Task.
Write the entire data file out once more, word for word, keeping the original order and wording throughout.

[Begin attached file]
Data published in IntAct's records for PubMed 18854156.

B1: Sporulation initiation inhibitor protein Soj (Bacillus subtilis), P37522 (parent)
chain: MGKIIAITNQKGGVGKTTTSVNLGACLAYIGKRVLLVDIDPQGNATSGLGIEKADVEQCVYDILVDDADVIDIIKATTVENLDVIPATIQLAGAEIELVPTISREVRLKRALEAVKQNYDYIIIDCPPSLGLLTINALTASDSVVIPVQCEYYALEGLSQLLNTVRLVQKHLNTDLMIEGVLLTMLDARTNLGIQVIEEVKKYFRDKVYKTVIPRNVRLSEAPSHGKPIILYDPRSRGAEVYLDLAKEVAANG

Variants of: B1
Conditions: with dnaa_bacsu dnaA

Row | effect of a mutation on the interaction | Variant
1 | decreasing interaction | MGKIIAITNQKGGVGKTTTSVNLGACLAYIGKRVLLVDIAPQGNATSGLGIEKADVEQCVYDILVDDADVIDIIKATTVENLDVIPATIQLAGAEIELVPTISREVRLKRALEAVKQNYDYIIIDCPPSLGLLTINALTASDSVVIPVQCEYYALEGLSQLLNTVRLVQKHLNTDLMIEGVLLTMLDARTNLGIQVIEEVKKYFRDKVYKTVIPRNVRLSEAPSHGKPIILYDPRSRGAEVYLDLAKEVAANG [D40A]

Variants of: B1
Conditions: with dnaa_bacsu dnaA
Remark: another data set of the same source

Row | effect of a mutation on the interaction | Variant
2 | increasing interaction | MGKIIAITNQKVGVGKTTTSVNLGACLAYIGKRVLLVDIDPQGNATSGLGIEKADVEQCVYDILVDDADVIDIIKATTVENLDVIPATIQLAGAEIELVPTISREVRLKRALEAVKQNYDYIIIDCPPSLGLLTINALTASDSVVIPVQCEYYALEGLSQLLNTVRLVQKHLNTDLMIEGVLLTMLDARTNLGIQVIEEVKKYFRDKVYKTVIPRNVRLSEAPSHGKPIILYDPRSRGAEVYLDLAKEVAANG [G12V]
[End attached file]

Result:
Data published in IntAct's records for PubMed 18854156.

B1: Sporulation initiation inhibitor protein Soj (Bacillus subtilis), P37522 (parent)
chain: MGKIIAITNQKGGVGKTTTSVNLGACLAYIGKRVLLVDIDPQGNATSGLGIEKADVEQCVYDILVDDADVIDIIKATTVENLDVIPATIQLAGAEIELVPTISREVRLKRALEAVKQNYDYIIIDCPPSLGLLTINALTASDSVVIPVQCEYYALEGLSQLLNTVRLVQKHLNTDLMIEGVLLTMLDARTNLGIQVIEEVKKYFRDKVYKTVIPRNVRLSEAPSHGKPIILYDPRSRGAEVYLDLAKEVAANG

Variants of: B1
Conditions: with dnaa_bacsu dnaA

Row | effect of a mutation on the interaction | Variant
1 | decreasing interaction | MGKIIAITNQKGGVGKTTTSVNLGACLAYIGKRVLLVDIAPQGNATSGLGIEKADVEQCVYDILVDDADVIDIIKATTVENLDVIPATIQLAGAEIELVPTISREVRLKRALEAVKQNYDYIIIDCPPSLGLLTINALTASDSVVIPVQCEYYALEGLSQLLNTVRLVQKHLNTDLMIEGVLLTMLDARTNLGIQVIEEVKKYFRDKVYKTVIPRNVRLSEAPSHGKPIILYDPRSRGAEVYLDLAKEVAANG [D40A]

Variants of: B1
Conditions: with dnaa_bacsu dnaA
Remark: another data set of the same source

Row | effect of a mutation on the interaction | Variant
2 | increasing interaction | MGKIIAITNQKVGVGKTTTSVNLGACLAYIGKRVLLVDIDPQGNATSGLGIEKADVEQCVYDILVDDADVIDIIKATTVENLDVIPATIQLAGAEIELVPTISREVRLKRALEAVKQNYDYIIIDCPPSLGLLTINALTASDSVVIPVQCEYYALEGLSQLLNTVRLVQKHLNTDLMIEGVLLTMLDARTNLGIQVIEEVKKYFRDKVYKTVIPRNVRLSEAPSHGKPIILYDPRSRGAEVYLDLAKEVAANG [G12V]